February 07, 2013
A few years ago, before the Harris Teeter at Golden Gate Shopping Center closed down, I used to shop there all the time, and sometimes I would see this older black lady shopping there, and, every time I saw her in the store, she was holding a well-worn Bible.
The first few times I saw her, I just kind of thought to myself, "Well, that's unusual I wonder why she always has a Bible at the grocery store."
Then, one day, when I saw her in the produce section holding her Bible, I went up to her and I said, "Excuse me; I was just wondering why you always have a Bible with you when you're shopping."
And her face lit up and she answered.
"Oh, I always have my Bible with me," she said. "I have it with me everywhere I go."
She then went into a short sermon about how you always need to keep God at the center of your life, in everything you do, and she said that an essential part of that is reading God's word, studying it and keeping it close at all times.
When she finished, she looked at me and asked if I was saved.
I told her that, yes, I believed I was.
"Have you read the Bible? Cover to cover?"
"Yes," I said.
Then she had another question for me.
"But have you read the King James Version?" she asked.
I told her I'd read some of the King James Version, but the times that I had read the Bible cover to cover, it had been other more modern versions.
And, still grinning from ear to ear, she said, "Oh, well you need to read the King James Version all the way through."
I thanked her for that advice and, while I didn't go home and start reading the King James Version cover to cover, that conversation apparently did plant a seed in my mind. It got me thinking: Is it really important which version of the Bible you read?
I'd always had the view that it didn't matter which version you read just that you did read one.
The first Bible I ever read all the way through was The Living Bible, back when I was a teenager. When I was growing up, The Living Bible translation was my favorite version.
I had read the stand-alone New Testament version of The Living Bible first called Reach Out and I still have that book today.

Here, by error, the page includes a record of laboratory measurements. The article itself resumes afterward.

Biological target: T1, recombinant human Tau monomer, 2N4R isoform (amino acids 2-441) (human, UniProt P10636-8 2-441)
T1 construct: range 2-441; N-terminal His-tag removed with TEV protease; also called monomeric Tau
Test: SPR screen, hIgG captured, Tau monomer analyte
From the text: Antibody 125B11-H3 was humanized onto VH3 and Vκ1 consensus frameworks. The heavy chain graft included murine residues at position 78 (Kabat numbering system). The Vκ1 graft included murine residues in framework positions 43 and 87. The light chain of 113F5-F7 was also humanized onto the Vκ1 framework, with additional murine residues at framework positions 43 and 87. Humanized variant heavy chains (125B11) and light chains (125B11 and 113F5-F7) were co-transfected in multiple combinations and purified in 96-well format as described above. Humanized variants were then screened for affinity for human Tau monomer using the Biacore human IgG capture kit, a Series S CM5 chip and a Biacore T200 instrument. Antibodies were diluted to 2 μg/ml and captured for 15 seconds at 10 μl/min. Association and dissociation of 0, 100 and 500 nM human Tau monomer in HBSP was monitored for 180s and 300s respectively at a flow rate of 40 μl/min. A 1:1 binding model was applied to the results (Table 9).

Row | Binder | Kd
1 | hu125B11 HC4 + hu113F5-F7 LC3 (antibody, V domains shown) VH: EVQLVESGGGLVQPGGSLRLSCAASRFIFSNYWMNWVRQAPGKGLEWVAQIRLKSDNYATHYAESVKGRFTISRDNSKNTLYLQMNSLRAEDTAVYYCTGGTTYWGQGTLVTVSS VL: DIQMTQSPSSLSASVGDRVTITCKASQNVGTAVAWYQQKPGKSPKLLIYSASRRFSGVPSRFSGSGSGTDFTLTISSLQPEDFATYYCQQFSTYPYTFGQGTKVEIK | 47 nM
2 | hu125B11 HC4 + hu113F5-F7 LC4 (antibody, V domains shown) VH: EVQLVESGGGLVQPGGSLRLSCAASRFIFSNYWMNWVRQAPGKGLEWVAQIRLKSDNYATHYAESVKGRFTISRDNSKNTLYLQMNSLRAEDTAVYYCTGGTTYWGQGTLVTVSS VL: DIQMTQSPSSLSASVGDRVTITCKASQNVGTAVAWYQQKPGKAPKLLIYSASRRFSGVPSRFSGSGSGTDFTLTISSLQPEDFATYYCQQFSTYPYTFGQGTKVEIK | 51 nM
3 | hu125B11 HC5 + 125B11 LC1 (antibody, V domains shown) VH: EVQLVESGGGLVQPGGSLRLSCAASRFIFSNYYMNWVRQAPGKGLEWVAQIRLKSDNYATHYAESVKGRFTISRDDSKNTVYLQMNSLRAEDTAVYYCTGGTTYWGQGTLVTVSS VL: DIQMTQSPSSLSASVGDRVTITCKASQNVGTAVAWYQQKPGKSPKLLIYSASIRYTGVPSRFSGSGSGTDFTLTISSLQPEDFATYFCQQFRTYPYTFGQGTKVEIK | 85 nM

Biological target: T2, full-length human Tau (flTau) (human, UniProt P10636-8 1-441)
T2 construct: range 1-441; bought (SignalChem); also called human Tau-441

After I read Reach Out, I wanted to have that translation of both the Old and New Testament, so I got The Living Bible, which I read for years as my Bible of choice.
I read that and highlighted it and took notes in it from Young Life and Sunday school at West Market Street United Methodist Church where former Greensboro Mayor Jim Melvin was my Sunday school teacher by the way.
Every now and then, I would hear someone criticize The Living Bible translation saying it wasn't a very good one because it took too many liberties with the language and it was written too much in modern day vernacular.
Over the years, I bought or was given a lot of different versions of the Bible including the King James Version, the Revised Standard, the Max Lucado Devotional Bible and several others.
But, for me at least, The Living Bible had one major overriding virtue compared to the King James Version and some of the others: When I read it, I could understand what it was saying.
You know, when I read some of the others especially when I read the Old Testament sometimes I had no idea what was going on because the language, while often beautiful, was hard to understand.
Recently, I was thinking about all this, and I was curious to see how many versions of the Bible I had in the house, so I went around and collected them and took a picture.
When they're all put together like that, it looks like I'm some sort of religious nut, but I don't think you can have too many Bibles in your house.